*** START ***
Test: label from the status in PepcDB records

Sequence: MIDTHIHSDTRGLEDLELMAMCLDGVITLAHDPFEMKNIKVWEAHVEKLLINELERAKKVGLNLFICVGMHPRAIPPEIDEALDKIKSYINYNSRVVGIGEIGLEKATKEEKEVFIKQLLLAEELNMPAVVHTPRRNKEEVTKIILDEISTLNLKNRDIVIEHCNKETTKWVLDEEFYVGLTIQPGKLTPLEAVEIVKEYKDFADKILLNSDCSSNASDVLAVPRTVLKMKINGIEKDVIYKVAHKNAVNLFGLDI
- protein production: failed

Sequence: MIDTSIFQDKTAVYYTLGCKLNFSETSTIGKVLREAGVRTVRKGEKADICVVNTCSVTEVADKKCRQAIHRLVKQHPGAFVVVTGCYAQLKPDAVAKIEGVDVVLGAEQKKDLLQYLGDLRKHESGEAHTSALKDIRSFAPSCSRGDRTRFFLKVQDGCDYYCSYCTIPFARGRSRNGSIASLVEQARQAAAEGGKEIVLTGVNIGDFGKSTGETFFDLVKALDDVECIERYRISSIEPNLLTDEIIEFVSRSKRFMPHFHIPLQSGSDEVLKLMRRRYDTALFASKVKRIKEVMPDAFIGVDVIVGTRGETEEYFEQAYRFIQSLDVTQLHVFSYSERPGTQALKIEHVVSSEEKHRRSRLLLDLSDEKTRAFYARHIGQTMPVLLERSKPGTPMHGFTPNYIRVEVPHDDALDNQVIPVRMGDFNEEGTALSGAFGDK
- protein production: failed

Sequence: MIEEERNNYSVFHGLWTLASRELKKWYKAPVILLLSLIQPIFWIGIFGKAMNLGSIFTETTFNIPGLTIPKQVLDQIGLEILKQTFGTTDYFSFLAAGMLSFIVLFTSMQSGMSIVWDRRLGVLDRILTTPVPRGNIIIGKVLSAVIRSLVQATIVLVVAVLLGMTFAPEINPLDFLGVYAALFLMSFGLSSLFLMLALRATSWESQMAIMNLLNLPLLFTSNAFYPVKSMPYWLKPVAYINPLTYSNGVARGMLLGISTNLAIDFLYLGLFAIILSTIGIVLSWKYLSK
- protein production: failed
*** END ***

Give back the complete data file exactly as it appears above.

Test: label from the status in PepcDB records

Sequence: MIDTHIHSDTRGLEDLELMAMCLDGVITLAHDPFEMKNIKVWEAHVEKLLINELERAKKVGLNLFICVGMHPRAIPPEIDEALDKIKSYINYNSRVVGIGEIGLEKATKEEKEVFIKQLLLAEELNMPAVVHTPRRNKEEVTKIILDEISTLNLKNRDIVIEHCNKETTKWVLDEEFYVGLTIQPGKLTPLEAVEIVKEYKDFADKILLNSDCSSNASDVLAVPRTVLKMKINGIEKDVIYKVAHKNAVNLFGLDI
- protein production: failed

Sequence: MIDTSIFQDKTAVYYTLGCKLNFSETSTIGKVLREAGVRTVRKGEKADICVVNTCSVTEVADKKCRQAIHRLVKQHPGAFVVVTGCYAQLKPDAVAKIEGVDVVLGAEQKKDLLQYLGDLRKHESGEAHTSALKDIRSFAPSCSRGDRTRFFLKVQDGCDYYCSYCTIPFARGRSRNGSIASLVEQARQAAAEGGKEIVLTGVNIGDFGKSTGETFFDLVKALDDVECIERYRISSIEPNLLTDEIIEFVSRSKRFMPHFHIPLQSGSDEVLKLMRRRYDTALFASKVKRIKEVMPDAFIGVDVIVGTRGETEEYFEQAYRFIQSLDVTQLHVFSYSERPGTQALKIEHVVSSEEKHRRSRLLLDLSDEKTRAFYARHIGQTMPVLLERSKPGTPMHGFTPNYIRVEVPHDDALDNQVIPVRMGDFNEEGTALSGAFGDK
- protein production: failed

Sequence: MIEEERNNYSVFHGLWTLASRELKKWYKAPVILLLSLIQPIFWIGIFGKAMNLGSIFTETTFNIPGLTIPKQVLDQIGLEILKQTFGTTDYFSFLAAGMLSFIVLFTSMQSGMSIVWDRRLGVLDRILTTPVPRGNIIIGKVLSAVIRSLVQATIVLVVAVLLGMTFAPEINPLDFLGVYAALFLMSFGLSSLFLMLALRATSWESQMAIMNLLNLPLLFTSNAFYPVKSMPYWLKPVAYINPLTYSNGVARGMLLGISTNLAIDFLYLGLFAIILSTIGIVLSWKYLSK
- protein production: failed